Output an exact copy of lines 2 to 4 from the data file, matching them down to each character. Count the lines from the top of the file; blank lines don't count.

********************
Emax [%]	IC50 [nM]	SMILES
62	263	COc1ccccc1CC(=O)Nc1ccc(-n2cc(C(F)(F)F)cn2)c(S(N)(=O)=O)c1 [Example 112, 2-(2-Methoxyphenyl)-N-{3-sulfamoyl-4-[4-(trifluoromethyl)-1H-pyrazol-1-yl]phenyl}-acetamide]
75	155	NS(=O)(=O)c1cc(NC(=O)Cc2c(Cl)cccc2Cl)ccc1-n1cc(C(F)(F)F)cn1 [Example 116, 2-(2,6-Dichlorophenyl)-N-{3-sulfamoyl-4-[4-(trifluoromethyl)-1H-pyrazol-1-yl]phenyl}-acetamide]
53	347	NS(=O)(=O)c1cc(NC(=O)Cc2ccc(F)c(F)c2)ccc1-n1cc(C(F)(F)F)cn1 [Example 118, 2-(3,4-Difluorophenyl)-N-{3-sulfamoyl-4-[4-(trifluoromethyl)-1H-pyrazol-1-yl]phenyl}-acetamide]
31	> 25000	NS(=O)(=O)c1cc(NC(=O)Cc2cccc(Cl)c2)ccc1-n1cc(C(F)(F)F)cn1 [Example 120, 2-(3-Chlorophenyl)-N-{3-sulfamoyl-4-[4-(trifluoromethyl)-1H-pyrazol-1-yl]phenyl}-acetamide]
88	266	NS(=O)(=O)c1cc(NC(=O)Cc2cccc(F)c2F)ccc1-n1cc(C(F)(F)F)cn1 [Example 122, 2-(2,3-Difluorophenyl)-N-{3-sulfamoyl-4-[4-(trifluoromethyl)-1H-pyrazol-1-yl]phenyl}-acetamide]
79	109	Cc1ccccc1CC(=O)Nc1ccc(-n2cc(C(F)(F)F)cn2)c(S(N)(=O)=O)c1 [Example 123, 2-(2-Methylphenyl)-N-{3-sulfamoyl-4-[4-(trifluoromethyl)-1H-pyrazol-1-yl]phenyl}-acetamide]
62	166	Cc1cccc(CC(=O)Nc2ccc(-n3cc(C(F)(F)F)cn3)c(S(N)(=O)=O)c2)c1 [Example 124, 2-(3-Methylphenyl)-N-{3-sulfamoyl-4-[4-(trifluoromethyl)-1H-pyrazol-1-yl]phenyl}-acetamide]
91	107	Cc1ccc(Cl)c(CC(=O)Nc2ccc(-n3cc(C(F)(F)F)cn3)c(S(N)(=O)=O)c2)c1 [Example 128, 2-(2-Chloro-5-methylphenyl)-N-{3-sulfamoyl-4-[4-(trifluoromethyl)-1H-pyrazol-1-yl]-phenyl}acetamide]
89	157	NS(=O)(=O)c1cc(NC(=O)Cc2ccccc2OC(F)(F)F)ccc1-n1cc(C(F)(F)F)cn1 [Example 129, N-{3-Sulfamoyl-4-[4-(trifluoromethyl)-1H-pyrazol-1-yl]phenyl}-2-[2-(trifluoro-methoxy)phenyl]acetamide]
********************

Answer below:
62	263	COc1ccccc1CC(=O)Nc1ccc(-n2cc(C(F)(F)F)cn2)c(S(N)(=O)=O)c1 [Example 112, 2-(2-Methoxyphenyl)-N-{3-sulfamoyl-4-[4-(trifluoromethyl)-1H-pyrazol-1-yl]phenyl}-acetamide]
75	155	NS(=O)(=O)c1cc(NC(=O)Cc2c(Cl)cccc2Cl)ccc1-n1cc(C(F)(F)F)cn1 [Example 116, 2-(2,6-Dichlorophenyl)-N-{3-sulfamoyl-4-[4-(trifluoromethyl)-1H-pyrazol-1-yl]phenyl}-acetamide]
53	347	NS(=O)(=O)c1cc(NC(=O)Cc2ccc(F)c(F)c2)ccc1-n1cc(C(F)(F)F)cn1 [Example 118, 2-(3,4-Difluorophenyl)-N-{3-sulfamoyl-4-[4-(trifluoromethyl)-1H-pyrazol-1-yl]phenyl}-acetamide]